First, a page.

- After all the terms of the agreement are met, the IVA is completed and your remaining debts are written off.
Ultimately, this means that the most important aspect of an IVA to you is how much your monthly payments are, rather than whether you are working with a charity or a professional IVA provider.
As well as this, working with a professional has its benefits.
A professional insolvency company is often well positioned to enter into negotiations with your creditors. As the largest Personal Insolvency company in the UK, and with over 70 years’ experience between our IPs, Creditfix knows the industry like the back of our hands. Our experience means that we know the creditors who are likely to approve, or reject, your IVA proposal, and this has led to us successfully helping over 52,000 people with their debt.
Similarly, professional companies have more incentive to get your IVA approved. We only get paid if negotiations are a success, so we will give you the most honest advice possible about your situation, and fight hard for the IVA’s approval once we have taken it on. This has led to an 80% approval rate of IVAs across the industry, with Creditfix achieving an IVA approval rate of over 90%.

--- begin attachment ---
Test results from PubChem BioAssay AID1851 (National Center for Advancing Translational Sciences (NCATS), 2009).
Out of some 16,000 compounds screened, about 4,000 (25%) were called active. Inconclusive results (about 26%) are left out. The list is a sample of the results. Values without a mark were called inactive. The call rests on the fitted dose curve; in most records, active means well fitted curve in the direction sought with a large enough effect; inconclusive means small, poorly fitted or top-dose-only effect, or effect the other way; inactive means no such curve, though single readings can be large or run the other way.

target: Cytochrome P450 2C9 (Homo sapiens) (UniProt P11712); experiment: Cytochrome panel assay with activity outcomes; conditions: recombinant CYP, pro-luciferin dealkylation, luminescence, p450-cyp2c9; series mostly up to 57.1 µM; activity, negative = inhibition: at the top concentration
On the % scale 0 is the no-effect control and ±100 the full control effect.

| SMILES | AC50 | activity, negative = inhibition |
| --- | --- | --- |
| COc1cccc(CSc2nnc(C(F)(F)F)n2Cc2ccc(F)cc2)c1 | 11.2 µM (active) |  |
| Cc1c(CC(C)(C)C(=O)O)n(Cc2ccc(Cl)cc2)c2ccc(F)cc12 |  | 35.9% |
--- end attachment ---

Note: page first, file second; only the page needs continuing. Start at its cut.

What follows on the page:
But what about Free Debt Management Plans?
Debt Management Plans (DMPs) are a debt solution in which you can contact your creditors, either directly, or through a third party, in order to renegotiate your monthly payments to be based on your actual income and expenditure, and, thus, more affordable.
This has very similar to a benefits to an IVA, as your payments become smaller and much more manageable. However, as many providers will tell you, if you negotiate yourself or use a charity, it can also be considered truly ‘free’, due to the lack of need for an IP.
The IP, however, provides an indispensable role in making an IVA a formal, legal solution, which binds your creditors. With a DMP, your creditors can change their mind and continue to contact you, which they cannot do under an IVA.